• Candace Key, Director, Office of System Safety, Federal Transit Administration, Washington, DC
  • Jennifer S. Riess, Equal Opportunity Specialist, Federal Transit Administration, Washington, DC
  • David M. Springstead, Chair, Systems Engineering Subcommittee; Chief of Rail Operations, Metropolitan Atlanta Rapid Transit Authority, Atlanta, GA


8:30 - 11 a.m.


10:30 - 10:45 a.m.

Ethics & Professional Responsibility

10:45 - 11:45 a.m.

The stated policy intent to find innovative financial means to build and re-build infrastructure, along with huge funding demands growing out of the huge cost of attaining State of Good Repair and implementing DOT’s Safety Initiative, means that there will be heightened emphasis on innovative financing and Public Private Partnerships.
The FTA Master Agreement requires recipients of transit funds to establish and maintain written Standards of Conduct covering conflict of interest that apply to certain individuals who have a present or potential financial interest, or other significant interest, such as a present or potential employment interest in the selection, award or administration of a third party contract or subcontract.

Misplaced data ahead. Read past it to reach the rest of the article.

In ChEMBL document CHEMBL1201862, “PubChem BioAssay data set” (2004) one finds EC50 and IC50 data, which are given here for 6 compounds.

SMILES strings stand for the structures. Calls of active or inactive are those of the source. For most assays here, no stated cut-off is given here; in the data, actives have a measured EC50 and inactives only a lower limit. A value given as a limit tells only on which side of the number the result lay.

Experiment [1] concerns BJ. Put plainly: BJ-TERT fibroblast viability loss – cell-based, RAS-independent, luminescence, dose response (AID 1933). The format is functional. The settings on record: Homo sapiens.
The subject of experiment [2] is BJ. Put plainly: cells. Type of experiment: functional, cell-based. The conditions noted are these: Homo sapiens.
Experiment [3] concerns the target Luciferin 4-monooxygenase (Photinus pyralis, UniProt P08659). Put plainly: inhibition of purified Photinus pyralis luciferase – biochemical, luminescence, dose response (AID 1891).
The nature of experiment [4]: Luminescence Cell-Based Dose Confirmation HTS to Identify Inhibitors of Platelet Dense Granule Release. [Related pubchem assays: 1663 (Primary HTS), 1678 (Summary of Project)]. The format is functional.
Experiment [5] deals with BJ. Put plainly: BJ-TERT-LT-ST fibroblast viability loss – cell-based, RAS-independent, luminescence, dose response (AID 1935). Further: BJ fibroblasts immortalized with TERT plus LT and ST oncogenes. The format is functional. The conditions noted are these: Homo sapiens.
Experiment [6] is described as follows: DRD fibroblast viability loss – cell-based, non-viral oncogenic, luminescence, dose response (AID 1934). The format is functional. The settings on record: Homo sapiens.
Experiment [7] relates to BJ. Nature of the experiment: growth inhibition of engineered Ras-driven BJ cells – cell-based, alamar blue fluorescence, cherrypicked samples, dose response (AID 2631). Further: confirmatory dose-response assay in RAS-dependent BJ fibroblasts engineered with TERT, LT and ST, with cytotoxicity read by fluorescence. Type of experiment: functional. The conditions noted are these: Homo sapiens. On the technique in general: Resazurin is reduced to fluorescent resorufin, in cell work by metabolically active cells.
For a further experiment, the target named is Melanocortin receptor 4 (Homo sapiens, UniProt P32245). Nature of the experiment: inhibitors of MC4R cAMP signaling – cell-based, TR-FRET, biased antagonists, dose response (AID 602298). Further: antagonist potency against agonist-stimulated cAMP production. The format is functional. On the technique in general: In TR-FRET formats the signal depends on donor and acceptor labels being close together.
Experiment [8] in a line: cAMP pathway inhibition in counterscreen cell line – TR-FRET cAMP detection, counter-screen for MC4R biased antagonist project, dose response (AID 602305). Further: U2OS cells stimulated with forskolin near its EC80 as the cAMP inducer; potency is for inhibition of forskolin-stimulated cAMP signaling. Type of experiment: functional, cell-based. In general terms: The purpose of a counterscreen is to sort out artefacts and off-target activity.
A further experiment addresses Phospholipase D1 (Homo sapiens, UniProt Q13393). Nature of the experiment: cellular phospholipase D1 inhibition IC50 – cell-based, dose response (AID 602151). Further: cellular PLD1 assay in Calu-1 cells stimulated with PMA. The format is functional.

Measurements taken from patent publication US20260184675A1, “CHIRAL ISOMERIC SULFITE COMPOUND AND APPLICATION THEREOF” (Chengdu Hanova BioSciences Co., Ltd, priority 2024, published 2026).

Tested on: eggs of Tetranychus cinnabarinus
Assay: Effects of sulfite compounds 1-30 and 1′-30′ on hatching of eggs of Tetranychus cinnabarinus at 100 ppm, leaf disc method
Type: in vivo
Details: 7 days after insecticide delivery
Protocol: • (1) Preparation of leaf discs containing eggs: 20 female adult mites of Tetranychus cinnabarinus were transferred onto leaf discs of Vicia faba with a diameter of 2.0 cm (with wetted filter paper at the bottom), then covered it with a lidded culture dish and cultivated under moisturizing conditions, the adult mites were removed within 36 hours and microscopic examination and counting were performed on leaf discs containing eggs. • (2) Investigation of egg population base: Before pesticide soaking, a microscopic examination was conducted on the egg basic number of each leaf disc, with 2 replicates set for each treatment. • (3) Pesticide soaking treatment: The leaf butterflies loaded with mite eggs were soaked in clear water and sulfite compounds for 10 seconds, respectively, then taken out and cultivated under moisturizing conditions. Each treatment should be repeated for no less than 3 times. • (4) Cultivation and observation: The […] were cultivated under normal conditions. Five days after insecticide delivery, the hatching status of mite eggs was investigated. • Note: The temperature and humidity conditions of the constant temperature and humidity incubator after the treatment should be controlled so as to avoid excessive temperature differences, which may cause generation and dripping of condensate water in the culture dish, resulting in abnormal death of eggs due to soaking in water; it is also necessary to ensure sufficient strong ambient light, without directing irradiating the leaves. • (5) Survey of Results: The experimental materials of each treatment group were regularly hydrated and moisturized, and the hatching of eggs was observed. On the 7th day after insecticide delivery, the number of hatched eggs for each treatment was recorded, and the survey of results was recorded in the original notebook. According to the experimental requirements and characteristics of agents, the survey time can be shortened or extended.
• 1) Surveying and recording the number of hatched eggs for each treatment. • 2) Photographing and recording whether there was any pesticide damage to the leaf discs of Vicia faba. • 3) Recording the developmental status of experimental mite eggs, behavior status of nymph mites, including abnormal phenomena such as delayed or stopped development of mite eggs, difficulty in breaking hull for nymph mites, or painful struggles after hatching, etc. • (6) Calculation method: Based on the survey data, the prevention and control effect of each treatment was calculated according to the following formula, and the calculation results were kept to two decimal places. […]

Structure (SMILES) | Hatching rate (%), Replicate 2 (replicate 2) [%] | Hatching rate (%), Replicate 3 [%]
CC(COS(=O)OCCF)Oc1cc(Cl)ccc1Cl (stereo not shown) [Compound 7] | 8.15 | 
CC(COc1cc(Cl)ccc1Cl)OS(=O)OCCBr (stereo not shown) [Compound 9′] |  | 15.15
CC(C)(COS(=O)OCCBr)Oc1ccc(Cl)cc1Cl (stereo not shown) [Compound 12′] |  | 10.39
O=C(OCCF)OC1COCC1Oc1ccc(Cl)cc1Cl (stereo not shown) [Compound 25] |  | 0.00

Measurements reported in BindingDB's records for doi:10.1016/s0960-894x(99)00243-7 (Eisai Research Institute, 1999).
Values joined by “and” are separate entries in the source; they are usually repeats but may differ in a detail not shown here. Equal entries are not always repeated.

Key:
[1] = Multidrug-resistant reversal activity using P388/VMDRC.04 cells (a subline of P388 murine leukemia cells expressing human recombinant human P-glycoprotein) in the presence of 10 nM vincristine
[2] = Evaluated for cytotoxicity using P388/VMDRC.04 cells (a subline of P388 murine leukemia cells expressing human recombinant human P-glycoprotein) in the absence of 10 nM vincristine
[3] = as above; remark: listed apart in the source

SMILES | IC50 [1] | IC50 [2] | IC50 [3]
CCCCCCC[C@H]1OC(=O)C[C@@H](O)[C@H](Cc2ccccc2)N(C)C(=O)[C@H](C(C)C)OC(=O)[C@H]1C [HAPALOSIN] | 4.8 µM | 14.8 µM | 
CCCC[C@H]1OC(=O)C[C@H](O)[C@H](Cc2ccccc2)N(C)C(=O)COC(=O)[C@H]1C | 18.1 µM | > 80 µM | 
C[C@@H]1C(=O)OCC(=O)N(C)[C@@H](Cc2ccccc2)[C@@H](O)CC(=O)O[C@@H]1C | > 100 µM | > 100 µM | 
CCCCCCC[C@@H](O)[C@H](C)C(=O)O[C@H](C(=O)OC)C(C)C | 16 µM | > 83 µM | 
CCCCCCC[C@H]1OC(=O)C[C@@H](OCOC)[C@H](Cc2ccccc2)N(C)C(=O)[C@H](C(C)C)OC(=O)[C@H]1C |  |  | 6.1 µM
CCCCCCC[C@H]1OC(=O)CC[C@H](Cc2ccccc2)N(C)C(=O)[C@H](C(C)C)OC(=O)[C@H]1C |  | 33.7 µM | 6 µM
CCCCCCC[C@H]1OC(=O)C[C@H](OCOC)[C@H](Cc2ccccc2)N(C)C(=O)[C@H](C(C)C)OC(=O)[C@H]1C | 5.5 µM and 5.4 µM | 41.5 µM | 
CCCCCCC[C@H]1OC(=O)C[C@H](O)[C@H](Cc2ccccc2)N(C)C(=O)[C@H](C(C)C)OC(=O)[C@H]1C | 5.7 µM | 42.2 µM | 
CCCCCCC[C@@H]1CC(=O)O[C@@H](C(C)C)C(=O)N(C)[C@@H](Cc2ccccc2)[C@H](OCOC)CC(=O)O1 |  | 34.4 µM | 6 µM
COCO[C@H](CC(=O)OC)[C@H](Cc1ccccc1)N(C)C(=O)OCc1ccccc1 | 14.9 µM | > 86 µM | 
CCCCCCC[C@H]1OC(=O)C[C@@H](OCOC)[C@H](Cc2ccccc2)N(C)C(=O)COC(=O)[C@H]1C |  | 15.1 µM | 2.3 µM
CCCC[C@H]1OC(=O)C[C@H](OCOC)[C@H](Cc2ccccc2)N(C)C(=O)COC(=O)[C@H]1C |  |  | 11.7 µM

Among other things, the Standards of Conduct must prohibit certain individuals from engaging in any activities, including selection, award, or administration of a third party contract in which the individual has a present or potential financial or other potential or other significant interest; and from accepting a gratuity, favor, or anything of monetary value from a present or potential Third Party Participant in the Recipient’s underlying Project “unless the gift is unsolicited and has an insubstantial financial or nominal intrinsic value.”
The potential for increased reliance on private financing and dealings with sophisticated private equity organizations will place an even greater emphasis on organizational conflicts of interest and gift policies as part of required Standards of Conduct.  On top of that, these complex financial negotiations must be handled with great care, so as not to run afoul of another significant objective of an effective Ethics Code that there be no secret dealings.
This interactive ethics session will present actual scenarios encountered by transit agencies and their counsel.
  • Bruce M. Smith, Member, Apperson Crump PLC, Memphis, TN
  • Fred Wagner, Partner, Venable, LLP, Washington, DC


1 - 1:15 p.m.